It takes all kinds to make a society function, but very few can be looked upon as being able to solve society's problems.  Those who play Centre-Back (CB) on soccer teams are some of those select few.  You know who they are and you know what I'm talking about.  

This is about real centre backs, not wannabees who think they can do the job.  Sometimes a player who is struggling to fit into a line-up declares themselves a centre back.  Wrong.  It's not a position, it's a raison d'être, a passion, sometimes a sickness.  People can slip into the spot and tactically/technically carry out the duties, but that doesn't make them a centre back.   Sometimes they will morph into a true centre back, sometimes they won't.

Saturday, February 14, 2015

The importance of a positive Grassroots experience

We can't lose if everybody wins.

During the Grassroots stages, up to U12, our children are growing at incredible and varying rates and on many fronts.  We have to be mindful of their development and environment at home, school, playground and socially.  Our children need a holistic approach and attitude from everybody who affects them.  Sometimes, people in sport think they are exempt from this, as if they are in a different realm. They're wrong.  Very wrong.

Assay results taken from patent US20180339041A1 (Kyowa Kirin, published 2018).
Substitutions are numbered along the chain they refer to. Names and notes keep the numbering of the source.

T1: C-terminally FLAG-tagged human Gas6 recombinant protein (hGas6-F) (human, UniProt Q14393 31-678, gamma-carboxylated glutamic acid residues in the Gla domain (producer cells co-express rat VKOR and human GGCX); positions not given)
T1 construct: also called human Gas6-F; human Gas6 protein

Something went off the rails at some point.  We demote and discard a kid because they couldn't make a travel team at 8 years old .  We accept the  " Oct-Nov-Dec" baby theory and believe it as a fact of life and move on.  Did anybody ever consider that the systems in place are what caused the late year baby hoopla?  When a child is no longer

Wednesday, February 4, 2015

What is very RIGHT with Canadian Soccer?

Numerous articles have been written over the past ten years about what's wrong or missing in Canadian soccer.  And I would agree with many of their points.

But what about what's right with Canadian Soccer? Is it that bad?  If it was, why are so many people playing and coaching?

I know we are not rippin' it up  (I wish we were) when it comes to International competition, but does that mean there is nothing worthwhile on a daily basis?